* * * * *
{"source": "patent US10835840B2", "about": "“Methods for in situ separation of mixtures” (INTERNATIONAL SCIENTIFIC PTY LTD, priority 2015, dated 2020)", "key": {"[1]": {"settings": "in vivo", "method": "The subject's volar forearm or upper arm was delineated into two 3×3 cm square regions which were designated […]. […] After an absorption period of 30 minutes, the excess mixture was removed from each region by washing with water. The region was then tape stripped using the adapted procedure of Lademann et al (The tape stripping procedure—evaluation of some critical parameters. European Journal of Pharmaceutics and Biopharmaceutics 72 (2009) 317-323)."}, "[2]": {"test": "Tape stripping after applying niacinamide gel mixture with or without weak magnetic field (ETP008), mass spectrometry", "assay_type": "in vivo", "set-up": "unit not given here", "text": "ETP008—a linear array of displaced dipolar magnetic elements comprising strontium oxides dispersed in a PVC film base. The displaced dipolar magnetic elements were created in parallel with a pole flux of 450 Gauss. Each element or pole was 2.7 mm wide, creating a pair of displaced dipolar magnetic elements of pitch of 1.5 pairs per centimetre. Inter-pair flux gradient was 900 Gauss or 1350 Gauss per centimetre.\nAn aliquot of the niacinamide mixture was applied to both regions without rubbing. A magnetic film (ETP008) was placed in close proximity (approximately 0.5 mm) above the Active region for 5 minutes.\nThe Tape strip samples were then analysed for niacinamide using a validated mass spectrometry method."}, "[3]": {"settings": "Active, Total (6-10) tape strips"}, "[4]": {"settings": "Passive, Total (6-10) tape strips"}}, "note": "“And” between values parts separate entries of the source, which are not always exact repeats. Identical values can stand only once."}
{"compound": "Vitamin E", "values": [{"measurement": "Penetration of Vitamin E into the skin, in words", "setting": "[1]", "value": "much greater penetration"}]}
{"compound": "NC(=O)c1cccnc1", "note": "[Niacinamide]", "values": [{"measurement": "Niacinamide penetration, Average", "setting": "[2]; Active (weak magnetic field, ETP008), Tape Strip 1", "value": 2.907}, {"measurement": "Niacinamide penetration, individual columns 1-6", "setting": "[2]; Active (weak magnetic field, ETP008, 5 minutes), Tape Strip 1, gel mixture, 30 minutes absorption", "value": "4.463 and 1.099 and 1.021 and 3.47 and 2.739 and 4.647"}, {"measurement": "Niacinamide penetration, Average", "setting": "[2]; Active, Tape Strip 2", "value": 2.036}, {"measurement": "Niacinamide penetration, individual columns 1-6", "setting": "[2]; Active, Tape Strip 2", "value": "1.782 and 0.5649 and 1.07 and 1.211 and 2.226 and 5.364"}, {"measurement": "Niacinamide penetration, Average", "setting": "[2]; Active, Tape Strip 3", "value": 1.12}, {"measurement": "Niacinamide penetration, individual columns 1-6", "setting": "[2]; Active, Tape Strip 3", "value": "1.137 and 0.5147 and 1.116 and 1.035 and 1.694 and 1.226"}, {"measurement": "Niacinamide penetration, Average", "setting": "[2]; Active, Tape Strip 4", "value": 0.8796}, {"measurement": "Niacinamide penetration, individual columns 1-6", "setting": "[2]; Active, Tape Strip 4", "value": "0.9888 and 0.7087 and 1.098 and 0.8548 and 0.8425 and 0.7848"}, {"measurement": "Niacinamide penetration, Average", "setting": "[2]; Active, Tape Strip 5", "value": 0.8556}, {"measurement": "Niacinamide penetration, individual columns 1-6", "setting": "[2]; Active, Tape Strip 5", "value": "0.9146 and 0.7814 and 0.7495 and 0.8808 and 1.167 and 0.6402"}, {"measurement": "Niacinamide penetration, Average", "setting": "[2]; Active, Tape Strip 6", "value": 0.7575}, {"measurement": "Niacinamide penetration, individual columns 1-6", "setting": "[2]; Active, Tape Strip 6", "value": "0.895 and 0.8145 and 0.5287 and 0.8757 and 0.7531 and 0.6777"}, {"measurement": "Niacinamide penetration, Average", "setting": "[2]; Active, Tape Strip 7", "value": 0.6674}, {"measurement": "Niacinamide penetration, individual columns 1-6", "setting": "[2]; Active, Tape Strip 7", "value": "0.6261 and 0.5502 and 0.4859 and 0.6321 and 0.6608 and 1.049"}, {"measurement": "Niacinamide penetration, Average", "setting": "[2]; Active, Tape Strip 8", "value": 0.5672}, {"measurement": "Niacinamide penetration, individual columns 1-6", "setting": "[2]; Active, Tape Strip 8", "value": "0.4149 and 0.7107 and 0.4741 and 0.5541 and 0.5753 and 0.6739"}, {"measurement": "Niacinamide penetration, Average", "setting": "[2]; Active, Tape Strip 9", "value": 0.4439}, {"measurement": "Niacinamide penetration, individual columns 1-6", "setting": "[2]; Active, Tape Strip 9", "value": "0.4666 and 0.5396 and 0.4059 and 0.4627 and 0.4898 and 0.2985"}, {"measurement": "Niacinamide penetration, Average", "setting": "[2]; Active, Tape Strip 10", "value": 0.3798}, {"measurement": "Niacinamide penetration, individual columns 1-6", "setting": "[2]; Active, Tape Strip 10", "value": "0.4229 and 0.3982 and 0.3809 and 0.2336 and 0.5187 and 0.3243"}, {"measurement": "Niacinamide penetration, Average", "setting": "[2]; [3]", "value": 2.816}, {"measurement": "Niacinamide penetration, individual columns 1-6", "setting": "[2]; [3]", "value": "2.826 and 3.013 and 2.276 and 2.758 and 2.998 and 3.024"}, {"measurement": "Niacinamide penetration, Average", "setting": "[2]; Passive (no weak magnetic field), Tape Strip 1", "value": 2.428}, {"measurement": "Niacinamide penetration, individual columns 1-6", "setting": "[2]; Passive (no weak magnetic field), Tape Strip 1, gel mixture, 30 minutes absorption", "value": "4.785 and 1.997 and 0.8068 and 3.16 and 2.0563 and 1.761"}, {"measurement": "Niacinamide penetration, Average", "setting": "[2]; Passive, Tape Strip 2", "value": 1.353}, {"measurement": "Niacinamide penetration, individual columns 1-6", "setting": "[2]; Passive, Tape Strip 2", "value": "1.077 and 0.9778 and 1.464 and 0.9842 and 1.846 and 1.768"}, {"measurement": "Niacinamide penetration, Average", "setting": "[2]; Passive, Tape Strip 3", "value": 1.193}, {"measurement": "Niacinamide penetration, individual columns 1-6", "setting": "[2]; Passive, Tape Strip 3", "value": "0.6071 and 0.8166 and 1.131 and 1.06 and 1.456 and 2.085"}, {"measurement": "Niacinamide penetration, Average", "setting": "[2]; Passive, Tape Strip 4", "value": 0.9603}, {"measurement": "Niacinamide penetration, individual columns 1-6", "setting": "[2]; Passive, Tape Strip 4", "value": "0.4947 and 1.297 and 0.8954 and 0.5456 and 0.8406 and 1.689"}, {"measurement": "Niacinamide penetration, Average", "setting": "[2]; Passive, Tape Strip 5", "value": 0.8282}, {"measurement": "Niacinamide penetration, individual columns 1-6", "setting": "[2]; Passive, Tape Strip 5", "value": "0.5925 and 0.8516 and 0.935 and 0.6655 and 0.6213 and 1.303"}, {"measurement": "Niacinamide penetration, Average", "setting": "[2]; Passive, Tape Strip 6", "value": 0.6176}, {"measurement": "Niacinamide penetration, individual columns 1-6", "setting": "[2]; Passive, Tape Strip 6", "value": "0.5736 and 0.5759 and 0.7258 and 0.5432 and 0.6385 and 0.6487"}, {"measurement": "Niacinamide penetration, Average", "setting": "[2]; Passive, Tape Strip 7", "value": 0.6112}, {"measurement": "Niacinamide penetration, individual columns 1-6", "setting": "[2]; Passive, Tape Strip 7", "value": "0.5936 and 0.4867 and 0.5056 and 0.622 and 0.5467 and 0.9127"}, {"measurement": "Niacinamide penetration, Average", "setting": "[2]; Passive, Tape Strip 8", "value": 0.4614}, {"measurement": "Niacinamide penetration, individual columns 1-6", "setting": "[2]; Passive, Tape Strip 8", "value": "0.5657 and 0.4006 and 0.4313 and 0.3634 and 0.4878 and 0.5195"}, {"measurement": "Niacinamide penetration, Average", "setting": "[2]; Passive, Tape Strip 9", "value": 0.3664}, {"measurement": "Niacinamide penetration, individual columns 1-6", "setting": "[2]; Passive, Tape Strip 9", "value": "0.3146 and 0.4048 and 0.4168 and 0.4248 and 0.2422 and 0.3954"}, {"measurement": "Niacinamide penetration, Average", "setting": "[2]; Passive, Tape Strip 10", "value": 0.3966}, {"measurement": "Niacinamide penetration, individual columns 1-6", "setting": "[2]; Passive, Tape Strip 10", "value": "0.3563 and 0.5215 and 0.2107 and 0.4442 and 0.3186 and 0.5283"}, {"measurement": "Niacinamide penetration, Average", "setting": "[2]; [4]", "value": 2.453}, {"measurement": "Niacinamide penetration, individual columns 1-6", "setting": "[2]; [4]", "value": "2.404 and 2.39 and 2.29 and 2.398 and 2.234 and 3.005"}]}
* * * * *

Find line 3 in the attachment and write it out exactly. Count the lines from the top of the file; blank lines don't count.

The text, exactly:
{"compound": "NC(=O)c1cccnc1", "note": "[Niacinamide]", "values": [{"measurement": "Niacinamide penetration, Average", "setting": "[2]; Active (weak magnetic field, ETP008), Tape Strip 1", "value": 2.907}, {"measurement": "Niacinamide penetration, individual columns 1-6", "setting": "[2]; Active (weak magnetic field, ETP008, 5 minutes), Tape Strip 1, gel mixture, 30 minutes absorption", "value": "4.463 and 1.099 and 1.021 and 3.47 and 2.739 and 4.647"}, {"measurement": "Niacinamide penetration, Average", "setting": "[2]; Active, Tape Strip 2", "value": 2.036}, {"measurement": "Niacinamide penetration, individual columns 1-6", "setting": "[2]; Active, Tape Strip 2", "value": "1.782 and 0.5649 and 1.07 and 1.211 and 2.226 and 5.364"}, {"measurement": "Niacinamide penetration, Average", "setting": "[2]; Active, Tape Strip 3", "value": 1.12}, {"measurement": "Niacinamide penetration, individual columns 1-6", "setting": "[2]; Active, Tape Strip 3", "value": "1.137 and 0.5147 and 1.116 and 1.035 and 1.694 and 1.226"}, {"measurement": "Niacinamide penetration, Average", "setting": "[2]; Active, Tape Strip 4", "value": 0.8796}, {"measurement": "Niacinamide penetration, individual columns 1-6", "setting": "[2]; Active, Tape Strip 4", "value": "0.9888 and 0.7087 and 1.098 and 0.8548 and 0.8425 and 0.7848"}, {"measurement": "Niacinamide penetration, Average", "setting": "[2]; Active, Tape Strip 5", "value": 0.8556}, {"measurement": "Niacinamide penetration, individual columns 1-6", "setting": "[2]; Active, Tape Strip 5", "value": "0.9146 and 0.7814 and 0.7495 and 0.8808 and 1.167 and 0.6402"}, {"measurement": "Niacinamide penetration, Average", "setting": "[2]; Active, Tape Strip 6", "value": 0.7575}, {"measurement": "Niacinamide penetration, individual columns 1-6", "setting": "[2]; Active, Tape Strip 6", "value": "0.895 and 0.8145 and 0.5287 and 0.8757 and 0.7531 and 0.6777"}, {"measurement": "Niacinamide penetration, Average", "setting": "[2]; Active, Tape Strip 7", "value": 0.6674}, {"measurement": "Niacinamide penetration, individual columns 1-6", "setting": "[2]; Active, Tape Strip 7", "value": "0.6261 and 0.5502 and 0.4859 and 0.6321 and 0.6608 and 1.049"}, {"measurement": "Niacinamide penetration, Average", "setting": "[2]; Active, Tape Strip 8", "value": 0.5672}, {"measurement": "Niacinamide penetration, individual columns 1-6", "setting": "[2]; Active, Tape Strip 8", "value": "0.4149 and 0.7107 and 0.4741 and 0.5541 and 0.5753 and 0.6739"}, {"measurement": "Niacinamide penetration, Average", "setting": "[2]; Active, Tape Strip 9", "value": 0.4439}, {"measurement": "Niacinamide penetration, individual columns 1-6", "setting": "[2]; Active, Tape Strip 9", "value": "0.4666 and 0.5396 and 0.4059 and 0.4627 and 0.4898 and 0.2985"}, {"measurement": "Niacinamide penetration, Average", "setting": "[2]; Active, Tape Strip 10", "value": 0.3798}, {"measurement": "Niacinamide penetration, individual columns 1-6", "setting": "[2]; Active, Tape Strip 10", "value": "0.4229 and 0.3982 and 0.3809 and 0.2336 and 0.5187 and 0.3243"}, {"measurement": "Niacinamide penetration, Average", "setting": "[2]; [3]", "value": 2.816}, {"measurement": "Niacinamide penetration, individual columns 1-6", "setting": "[2]; [3]", "value": "2.826 and 3.013 and 2.276 and 2.758 and 2.998 and 3.024"}, {"measurement": "Niacinamide penetration, Average", "setting": "[2]; Passive (no weak magnetic field), Tape Strip 1", "value": 2.428}, {"measurement": "Niacinamide penetration, individual columns 1-6", "setting": "[2]; Passive (no weak magnetic field), Tape Strip 1, gel mixture, 30 minutes absorption", "value": "4.785 and 1.997 and 0.8068 and 3.16 and 2.0563 and 1.761"}, {"measurement": "Niacinamide penetration, Average", "setting": "[2]; Passive, Tape Strip 2", "value": 1.353}, {"measurement": "Niacinamide penetration, individual columns 1-6", "setting": "[2]; Passive, Tape Strip 2", "value": "1.077 and 0.9778 and 1.464 and 0.9842 and 1.846 and 1.768"}, {"measurement": "Niacinamide penetration, Average", "setting": "[2]; Passive, Tape Strip 3", "value": 1.193}, {"measurement": "Niacinamide penetration, individual columns 1-6", "setting": "[2]; Passive, Tape Strip 3", "value": "0.6071 and 0.8166 and 1.131 and 1.06 and 1.456 and 2.085"}, {"measurement": "Niacinamide penetration, Average", "setting": "[2]; Passive, Tape Strip 4", "value": 0.9603}, {"measurement": "Niacinamide penetration, individual columns 1-6", "setting": "[2]; Passive, Tape Strip 4", "value": "0.4947 and 1.297 and 0.8954 and 0.5456 and 0.8406 and 1.689"}, {"measurement": "Niacinamide penetration, Average", "setting": "[2]; Passive, Tape Strip 5", "value": 0.8282}, {"measurement": "Niacinamide penetration, individual columns 1-6", "setting": "[2]; Passive, Tape Strip 5", "value": "0.5925 and 0.8516 and 0.935 and 0.6655 and 0.6213 and 1.303"}, {"measurement": "Niacinamide penetration, Average", "setting": "[2]; Passive, Tape Strip 6", "value": 0.6176}, {"measurement": "Niacinamide penetration, individual columns 1-6", "setting": "[2]; Passive, Tape Strip 6", "value": "0.5736 and 0.5759 and 0.7258 and 0.5432 and 0.6385 and 0.6487"}, {"measurement": "Niacinamide penetration, Average", "setting": "[2]; Passive, Tape Strip 7", "value": 0.6112}, {"measurement": "Niacinamide penetration, individual columns 1-6", "setting": "[2]; Passive, Tape Strip 7", "value": "0.5936 and 0.4867 and 0.5056 and 0.622 and 0.5467 and 0.9127"}, {"measurement": "Niacinamide penetration, Average", "setting": "[2]; Passive, Tape Strip 8", "value": 0.4614}, {"measurement": "Niacinamide penetration, individual columns 1-6", "setting": "[2]; Passive, Tape Strip 8", "value": "0.5657 and 0.4006 and 0.4313 and 0.3634 and 0.4878 and 0.5195"}, {"measurement": "Niacinamide penetration, Average", "setting": "[2]; Passive, Tape Strip 9", "value": 0.3664}, {"measurement": "Niacinamide penetration, individual columns 1-6", "setting": "[2]; Passive, Tape Strip 9", "value": "0.3146 and 0.4048 and 0.4168 and 0.4248 and 0.2422 and 0.3954"}, {"measurement": "Niacinamide penetration, Average", "setting": "[2]; Passive, Tape Strip 10", "value": 0.3966}, {"measurement": "Niacinamide penetration, individual columns 1-6", "setting": "[2]; Passive, Tape Strip 10", "value": "0.3563 and 0.5215 and 0.2107 and 0.4442 and 0.3186 and 0.5283"}, {"measurement": "Niacinamide penetration, Average", "setting": "[2]; [4]", "value": 2.453}, {"measurement": "Niacinamide penetration, individual columns 1-6", "setting": "[2]; [4]", "value": "2.404 and 2.39 and 2.29 and 2.398 and 2.234 and 3.005"}]}